1963 Half Dollar Errors
While most 1963 half dollars are worth only a few dollars, there are some errors that can make them much more valuable.
The most valuable error is the 1963 overstruck on a 1962 Kennedy Half Dollar. These are very rare and can sell for around $1000.
Another error to look out for is the 1963-D half dollar with a doubled die obverse. These can sell for around $200.
Finally, there are some 1963 half dollars that were minted on copper-nickel planchets instead of the usual silver ones. These are very valuable and can sell for tens of thousands of dollars.
So, if you come across a 1963 half dollar, it’s definitely worth taking a closer look to see if it might be an error coin.
You can also find coins that have the usual minting errors: double die, off-center strikes, etc. These are not as valuable as the overstruck or copper-nickel errors, but can still sell for a few hundred dollars.
Are there any other valuable errors to look for?
Yes, there are a few valuable errors to look for, including double die and off-center strikes. These can sell for a few hundred dollars.
Do all 1963 half dollars have silver in them?
No, some of them were minted on copper-nickel planchets instead of the usual silver ones. These are very valuable and can sell for tens of thousands of dollars.
What’s the difference between a regular strike and a proof coin?
A regular strike is a coin that was meant for circulation and was struck by the Mint using regular dies. A proof coin is a coin that was specially struck by the Mint using polished dies. Proof coins are usually much higher quality than regular strikes and can be worth many times more.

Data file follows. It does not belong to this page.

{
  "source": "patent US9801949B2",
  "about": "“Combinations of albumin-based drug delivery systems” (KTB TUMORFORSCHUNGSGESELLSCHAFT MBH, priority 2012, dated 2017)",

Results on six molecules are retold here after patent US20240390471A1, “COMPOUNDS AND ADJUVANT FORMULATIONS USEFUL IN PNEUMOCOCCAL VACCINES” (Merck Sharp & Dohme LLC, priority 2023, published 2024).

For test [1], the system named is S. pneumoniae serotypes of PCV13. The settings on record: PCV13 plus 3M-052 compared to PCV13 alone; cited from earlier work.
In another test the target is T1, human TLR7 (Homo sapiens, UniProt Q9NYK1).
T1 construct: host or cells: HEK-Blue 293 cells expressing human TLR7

The 1963 half dollar is one of the best-known and most popular coins to collect. They are very affordable, which makes them great for beginners, and there are a wide variety of 1963 half dollars to choose from. You can also find some very valuable errors, which makes collecting 1963 half dollars even more fun.
Remember to always do your own research before charging headlong into an auction house. With a bit of knowledge, you can be sure to come out on top as a collector without breaking the bank.
If possible, consult with a professional. With a bit of help, you could be well on your way to building an impressive and potentially valuable collection of 1963 half dollars.
And if you have some 1963 half dollars who you think might be valuable, you can get them appraised by a professional to find out for sure. There are services like the Professional Coin Grading Service (PCGS) that can give you an accurate and professional opinion on the value of your coins. If you want a second opinion, consider also asking the Numismatic Guaranty Corporation (NGC).
So, if you’re thinking about collecting 1963 half dollars, definitely do some research and find out if it’s right for you. It’s a great way to get started in coin collecting, and you could end up with a very valuable collection.